In that sense Messi brings back the originality and improvisation which cemented football as the world's most popular sport.  Jonathan Wilson writes, "In both Argentina and Uruguay the story is told of a player skipping through the opposition to score a goal of outrageous quality, and then erasing his footsteps in the dust as he returned to his own half so that no one should ever copy his trick."  On the public stage there are no such romantic opportunities to safeguard one's intellectual secrets, but the appreciation for craft and copyright remains.  Whether it be Le Tissier's spectacular juggling act, Bergkamp's phantom twist, or Zico's scorpion goal the great players in history have always had their own personal moments of ball magic.  They are moments of self-authentication, and it is almost as if at least one such moment is mandatory for a player to acquire legendary status.  It is not uncommon for players and fans to argue over who's goals were more original or imaginative, and even the ownership of more common moves like the rabona and the bicycle kick are disputed.  While some may not take ball artistry all that seriously, those who do, take it very seriously indeed.

Credit: Unknown
Giovanni Roccotelli is sometimes credited with the invention of the  rabona ("crossed kick"), although there is clear footage of Pelé performing it more than a decade earlier.

Credit: Fabio Messina
The over head kick or bicycle kick.  Known as bicicleta in Brazil, chilena in Chile, rovesciata in Italy, and chalaca in Peru.
         
         So which defining moment(s) will win Messi the right into the pantheon of ball artists?  


         As tempting as it is to answer that question with another: "What moments won't win him the right?", it is still difficult to sieve through all of the highlights to pin that distinct maneuver which defines his football imagination, particularly because most of the time he is not required to aim for the extravagant.  His movements are much too fluid, and he would generally only be hampered if set his mind on executing certain "tricks" or "moves".  (In fact when Messi does perform a certain "trick" it is generally because the situation demands it.)  Still it is certain that Messi has an appreciation and understanding for the lineage of ball wizards he belongs to, having replicated Maradona's two most famous goals in only his third season.  The Goal of the Century, or as it was famously christened by Víctor Hugo Morales, Barrilete Cósmico ("The Cosmic Kite"), was reincarnated against Getafe, while La Mano de Dios ("The Hand of God") took form once more against Espanyol.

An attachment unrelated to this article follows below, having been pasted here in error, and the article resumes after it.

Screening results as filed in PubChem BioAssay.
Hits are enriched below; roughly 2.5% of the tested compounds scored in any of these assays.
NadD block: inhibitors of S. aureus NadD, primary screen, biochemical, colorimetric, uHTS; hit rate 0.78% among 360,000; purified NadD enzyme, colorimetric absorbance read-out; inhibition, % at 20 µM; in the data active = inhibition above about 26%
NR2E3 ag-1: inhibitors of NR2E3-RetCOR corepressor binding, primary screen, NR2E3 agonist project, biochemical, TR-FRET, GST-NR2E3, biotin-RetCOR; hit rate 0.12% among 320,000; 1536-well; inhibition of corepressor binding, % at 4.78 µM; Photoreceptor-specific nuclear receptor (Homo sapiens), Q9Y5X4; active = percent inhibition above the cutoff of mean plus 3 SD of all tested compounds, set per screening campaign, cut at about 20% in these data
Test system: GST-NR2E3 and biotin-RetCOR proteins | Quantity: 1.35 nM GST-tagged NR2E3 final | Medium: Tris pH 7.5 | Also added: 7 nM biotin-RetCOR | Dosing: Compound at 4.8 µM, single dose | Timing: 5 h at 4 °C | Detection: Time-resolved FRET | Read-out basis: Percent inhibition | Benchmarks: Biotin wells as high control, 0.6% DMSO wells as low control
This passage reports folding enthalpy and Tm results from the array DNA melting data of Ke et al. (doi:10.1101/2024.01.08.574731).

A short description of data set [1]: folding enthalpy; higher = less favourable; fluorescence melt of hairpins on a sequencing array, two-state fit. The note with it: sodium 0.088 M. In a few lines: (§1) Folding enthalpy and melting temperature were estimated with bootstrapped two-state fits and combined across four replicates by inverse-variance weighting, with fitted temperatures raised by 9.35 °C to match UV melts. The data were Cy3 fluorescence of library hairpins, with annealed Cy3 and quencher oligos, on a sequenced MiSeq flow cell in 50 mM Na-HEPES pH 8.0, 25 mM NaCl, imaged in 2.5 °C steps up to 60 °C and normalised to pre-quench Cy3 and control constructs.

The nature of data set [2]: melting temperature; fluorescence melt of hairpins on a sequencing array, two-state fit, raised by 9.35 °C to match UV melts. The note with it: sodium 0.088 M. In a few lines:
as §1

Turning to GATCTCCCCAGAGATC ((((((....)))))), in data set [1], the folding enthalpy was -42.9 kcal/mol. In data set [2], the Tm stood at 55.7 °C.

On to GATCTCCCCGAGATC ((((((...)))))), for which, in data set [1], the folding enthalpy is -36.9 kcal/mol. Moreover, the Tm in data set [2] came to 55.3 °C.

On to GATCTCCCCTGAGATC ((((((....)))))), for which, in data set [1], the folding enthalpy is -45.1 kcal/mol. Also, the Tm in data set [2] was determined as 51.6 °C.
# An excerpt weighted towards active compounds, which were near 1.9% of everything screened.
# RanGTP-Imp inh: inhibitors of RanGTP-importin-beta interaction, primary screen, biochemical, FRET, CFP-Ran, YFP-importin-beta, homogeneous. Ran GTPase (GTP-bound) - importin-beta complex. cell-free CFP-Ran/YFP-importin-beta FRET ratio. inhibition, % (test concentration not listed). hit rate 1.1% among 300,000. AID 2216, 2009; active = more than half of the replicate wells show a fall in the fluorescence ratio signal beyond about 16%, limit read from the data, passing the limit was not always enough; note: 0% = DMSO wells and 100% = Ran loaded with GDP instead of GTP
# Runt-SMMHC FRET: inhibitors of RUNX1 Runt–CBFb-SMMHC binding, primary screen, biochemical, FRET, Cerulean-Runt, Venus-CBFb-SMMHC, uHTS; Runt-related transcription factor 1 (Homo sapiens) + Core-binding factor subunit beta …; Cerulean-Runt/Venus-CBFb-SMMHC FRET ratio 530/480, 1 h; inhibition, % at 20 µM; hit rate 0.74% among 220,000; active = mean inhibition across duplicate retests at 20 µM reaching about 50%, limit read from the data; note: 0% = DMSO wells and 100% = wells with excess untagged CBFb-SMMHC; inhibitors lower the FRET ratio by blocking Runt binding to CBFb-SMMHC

Credit: Unknown
Messi's Barrilete Cósmico
Credit: AP Images
La Mano de Dios
        Upon even closer examination, in his dribbling style you will find homages to past greats sprinkled everywhere.  I remember seeing a Champions League match where Messi simply ran at a player, leaving the ball untouched behind him; but the defender in anticipation and anxiety had fallen for it, being desperate not to lose footing with Messi.  It was nearly identical to the feints Garrincha had done years before him, leaving foreign defenders looking foolish in Mexico 70.  The only difference was that Messi's feet were even quicker than Garrincha's, and Messi had already taken off with the ball before the defender knew what had happened.  While Garrincha frequently returned to fallen defenders after outwitting them, even helping them up as if they were assistants to his magic tricks, Messi is too quick to bother to toy with the opposition with such theatrics, although he will beat a defender twice need be.

Credit: Unknown (youtube)
Garrincha leaves a defender dancing to the samba
        Specifically, because Messi is such a non-theatric player it is difficult to identify a personal maneuver from a single glance.  As I've said, his movements are just too simple and fluid, almost too flawless.  From a quick glance, it's almost as if he's only performing the same maneuver over and over: slipping the ball to the side and accelerating past a defender, but to nail his dribbling to only that analysis is a disservice.  There is much more nuance behind it, and that nuance is what allows him to so consistently beat defenders.  Sometimes he'll turn past a defender pushing the ball directly in front of him but outside of the defender's reach; other times he pushes the ball in one direction and runs in the other to recollect the ball behind the defender.  Anyone watching a run only once is likely to miss the many delicate moves which comprise it, but perhaps it is in those fleeting moments where Messi's uniqueness is to be found.